Author(s): Boini S, Guillemin F, Boini S, Guillemin F
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Abstract BACKGROUND: Use of scored radiographs as an outcome measure can help estimate the progression of rheumatoid arthritis (RA). Radiographs not only provide permanent records with which to evaluate RA serially, but can also be randomised and blinded, a major advantage in clinical trials. OBJECTIVES AND METHOD: Medline was searched for information about the principal methods of assessing joints affected by RA. Each technique was evaluated for its measurement properties, advantages, and limitations. MAIN FINDINGS: The most commonly used methods are those devised by Sharp, Larsen, and van der Heijde/Sharp, and their variants. Methods based on the Sharp technique provide separate scores for erosion and for joint space narrowing. Larsen and variants, together with the Simple Erosion Narrowing Score (SENS) method, provide an overall score. Each method's measurement properties (feasibility, time consumption, etc) depend on the degree of detail it considers. Authors consistently recommend taking a posteroanterior view of hand and foot radiographs, and the use of trained raters. Intra- and interrater reliability values are generally higher than 0.70 (less often assessed by the intraclass correlation coefficient than the correlation coefficient). Sensitivity to change is calculated by several techniques (standardised response mean (SRM), adjusted SRM, minimal detectable change, smallest detectable difference). Most methods assessed with SRM reach a value of 0.80 or more. CONCLUSION: Standardised procedures are available for performing and reading radiographs in RA. The choice of scoring method depends on the time and staff available, and the required degree of reliability and sensitivity to change.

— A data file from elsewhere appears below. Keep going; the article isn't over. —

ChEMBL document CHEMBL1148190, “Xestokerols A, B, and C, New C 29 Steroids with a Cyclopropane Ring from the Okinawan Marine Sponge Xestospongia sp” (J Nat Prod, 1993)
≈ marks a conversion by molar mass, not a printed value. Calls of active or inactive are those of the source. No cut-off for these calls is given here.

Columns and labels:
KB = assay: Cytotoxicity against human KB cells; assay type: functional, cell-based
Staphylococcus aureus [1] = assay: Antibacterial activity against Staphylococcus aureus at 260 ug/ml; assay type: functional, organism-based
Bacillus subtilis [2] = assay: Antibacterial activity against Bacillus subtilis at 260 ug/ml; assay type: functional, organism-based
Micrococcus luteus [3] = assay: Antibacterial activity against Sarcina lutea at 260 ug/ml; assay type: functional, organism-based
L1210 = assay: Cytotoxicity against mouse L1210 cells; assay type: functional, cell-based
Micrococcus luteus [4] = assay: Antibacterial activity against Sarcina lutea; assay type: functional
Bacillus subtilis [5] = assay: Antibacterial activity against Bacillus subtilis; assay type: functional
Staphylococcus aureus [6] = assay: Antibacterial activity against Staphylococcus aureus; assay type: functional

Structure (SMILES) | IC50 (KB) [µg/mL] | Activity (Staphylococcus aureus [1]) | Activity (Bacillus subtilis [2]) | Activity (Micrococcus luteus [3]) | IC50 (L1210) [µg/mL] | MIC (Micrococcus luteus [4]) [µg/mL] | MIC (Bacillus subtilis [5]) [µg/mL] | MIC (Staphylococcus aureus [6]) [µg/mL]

This article was published in Ann Rheum Dis
and referenced in International Journal of Inflammation, Cancer and Integrative Therapy